I am basically bad at this, and requirements in school to do it were something I detested at the level of making me sick to my stomach, and as far as I could tell did no good–I did not stop feeling sick if I had to do it, and I did not get any better at it. What did help was situations in a hobby context, long after I was out of school, where I knew things other people wanted to know and were interested in hearing about, and my giving a talk/explaining things was actually useful to the people I was talking to. It still makes me nervous, but it’s something I can do.

          I gather there are organizations for adults that are specifically designed for getting better at this (Toastmasters?) and where you can presumably expect a friendly audience to practice on.

      • onyomi says:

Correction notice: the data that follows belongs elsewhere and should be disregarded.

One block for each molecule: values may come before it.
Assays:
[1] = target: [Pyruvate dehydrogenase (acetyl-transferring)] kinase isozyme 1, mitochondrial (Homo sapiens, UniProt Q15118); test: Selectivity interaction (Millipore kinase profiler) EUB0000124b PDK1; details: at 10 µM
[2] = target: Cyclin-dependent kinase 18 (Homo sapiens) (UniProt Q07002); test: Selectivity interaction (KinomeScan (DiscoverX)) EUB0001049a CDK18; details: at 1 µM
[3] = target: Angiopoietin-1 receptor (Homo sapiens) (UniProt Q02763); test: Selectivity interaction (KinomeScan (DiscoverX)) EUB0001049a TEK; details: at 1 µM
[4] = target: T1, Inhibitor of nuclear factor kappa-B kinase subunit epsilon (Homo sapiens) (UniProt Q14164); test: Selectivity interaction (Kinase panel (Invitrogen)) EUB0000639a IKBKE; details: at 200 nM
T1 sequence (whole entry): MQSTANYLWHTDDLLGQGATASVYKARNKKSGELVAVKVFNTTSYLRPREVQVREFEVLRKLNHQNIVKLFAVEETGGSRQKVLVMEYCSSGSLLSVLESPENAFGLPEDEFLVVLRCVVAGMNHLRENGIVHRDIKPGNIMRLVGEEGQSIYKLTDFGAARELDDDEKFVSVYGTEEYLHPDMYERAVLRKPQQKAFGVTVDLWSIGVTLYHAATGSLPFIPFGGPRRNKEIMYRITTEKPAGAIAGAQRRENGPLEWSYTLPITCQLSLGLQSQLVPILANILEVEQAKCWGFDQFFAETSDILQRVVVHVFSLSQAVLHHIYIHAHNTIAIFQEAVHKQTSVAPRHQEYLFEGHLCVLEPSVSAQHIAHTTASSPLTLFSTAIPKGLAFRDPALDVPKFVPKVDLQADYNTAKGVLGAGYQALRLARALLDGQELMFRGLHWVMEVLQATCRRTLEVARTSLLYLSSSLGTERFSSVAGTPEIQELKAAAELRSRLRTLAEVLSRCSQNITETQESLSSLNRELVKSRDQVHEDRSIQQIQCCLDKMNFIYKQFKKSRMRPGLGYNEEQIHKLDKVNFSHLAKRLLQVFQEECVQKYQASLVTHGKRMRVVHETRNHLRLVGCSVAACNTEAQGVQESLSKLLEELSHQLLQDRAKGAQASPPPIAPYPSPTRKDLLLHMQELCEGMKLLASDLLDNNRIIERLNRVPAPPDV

I would also add that, while exposure therapy may not always work in every case in terms of reducing anxiety, public speaking and presentations are very much something that improves with practice. I am not a very extroverted person, but since getting and keeping my current job required I do a lot of presentations (lectures and academic presentations of my work), I’ve become both significantly more comfortable with and better at it.

    • Conrad Honcho says:

      I look forward to The Atlantic’s next hard-hitting exposé, “Schoolchildren Think They Shouldn’t Have to Eat Their Broccoli; Bathe.”

    • bean says:

      Students have been hating high school since high school was invented. Adults have been ignoring them for just as long. Why are we paying attention now, just because they claim it’s “discriminatory against those with anxiety”?